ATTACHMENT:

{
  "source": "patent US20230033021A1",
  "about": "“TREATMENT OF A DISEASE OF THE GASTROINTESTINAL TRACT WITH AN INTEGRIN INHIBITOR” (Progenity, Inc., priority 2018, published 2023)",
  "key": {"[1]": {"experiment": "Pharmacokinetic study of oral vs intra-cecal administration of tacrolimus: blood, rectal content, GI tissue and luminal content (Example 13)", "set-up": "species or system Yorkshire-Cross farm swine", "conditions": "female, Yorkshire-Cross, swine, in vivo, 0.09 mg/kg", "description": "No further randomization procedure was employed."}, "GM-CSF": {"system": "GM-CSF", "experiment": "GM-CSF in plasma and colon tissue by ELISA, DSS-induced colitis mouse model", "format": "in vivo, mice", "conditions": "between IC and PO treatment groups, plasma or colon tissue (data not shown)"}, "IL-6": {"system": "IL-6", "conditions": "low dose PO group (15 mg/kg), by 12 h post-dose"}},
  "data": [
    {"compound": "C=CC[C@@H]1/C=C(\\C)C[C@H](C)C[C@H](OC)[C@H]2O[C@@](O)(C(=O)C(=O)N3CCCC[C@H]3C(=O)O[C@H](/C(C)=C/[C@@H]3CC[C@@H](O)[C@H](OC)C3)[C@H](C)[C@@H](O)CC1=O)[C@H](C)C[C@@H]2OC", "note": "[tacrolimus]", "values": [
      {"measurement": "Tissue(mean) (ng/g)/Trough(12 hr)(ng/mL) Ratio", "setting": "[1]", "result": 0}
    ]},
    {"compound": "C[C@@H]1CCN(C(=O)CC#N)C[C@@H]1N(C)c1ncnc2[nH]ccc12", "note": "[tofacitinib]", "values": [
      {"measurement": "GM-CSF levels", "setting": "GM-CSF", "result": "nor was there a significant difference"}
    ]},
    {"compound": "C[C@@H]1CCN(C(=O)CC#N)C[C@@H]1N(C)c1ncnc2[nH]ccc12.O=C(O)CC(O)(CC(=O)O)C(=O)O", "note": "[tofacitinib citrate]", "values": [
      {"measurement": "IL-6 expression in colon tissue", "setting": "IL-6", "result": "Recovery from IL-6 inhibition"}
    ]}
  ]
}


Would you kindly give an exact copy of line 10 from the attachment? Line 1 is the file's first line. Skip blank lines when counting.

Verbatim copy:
      {"measurement": "GM-CSF levels", "setting": "GM-CSF", "result": "nor was there a significant difference"}